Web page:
incline bench press

Discussion in 'Basic Training Principles and Methods' started by blackmantis, Apr 25, 2003.

  1. blackmantis

    blackmantis New Member

    It seem that everybody, or most of you, prefer incline bench press instead of the regular one!! Why? Did you get better result with it or it's just your feeling?
     
  2. I was wondering the same thing. I think those are the main reasons:
    1) Incline bench hits the front delts harder than flat bench, so it is more efficient as a compound lift when the objective is to hit as many muscle groups as possible.
    2) They go together with dips very well (less interference than flat bench). And seen as a compound movement, dips is the best pushing exercise there is, so the whole pushing routine should be geared towards dips.
    3) Some people are afraid of "lifter's breasts", i. e. overdeveloped lower pecs. Whether incline bench really does a better job than flat bench in developing upper pecs I don't know, but at least it seems to be clear that it does a worse job developing lower pecs. [​IMG]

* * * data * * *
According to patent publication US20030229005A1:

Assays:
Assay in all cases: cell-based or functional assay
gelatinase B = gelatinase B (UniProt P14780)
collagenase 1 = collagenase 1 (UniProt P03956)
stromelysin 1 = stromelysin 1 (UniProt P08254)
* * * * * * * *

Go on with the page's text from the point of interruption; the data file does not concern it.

3. Right.

    Simply put:

    Dips or declines are better for overall pec development; they target the pectorialis major better.

    Inclines are the best bet for activating the pectorialis minor, which is a smaller muscle that runs higher across the chest. It produce most of the bulk of the upper chest.

    Flat bench is ideal for neither, but tends to tear up a lot of people's shoulders when they get heavy.
     
  4. micmic

    micmic New Member

    I think edziu means the upper (clavicular) head of the pec major. Pectoralis minor isn't involved at all in incline bench, since its purpose is scapula depression and rib elevation. Dips hit pec minor because scapula depression is a basic movement of dips. Other exercises involving scapula depression (like pullovers) will also activate pec minor - more or less. There is another exercise trying to target pec minor using its rib elevation potential, the dubious Rader chest pull.
     

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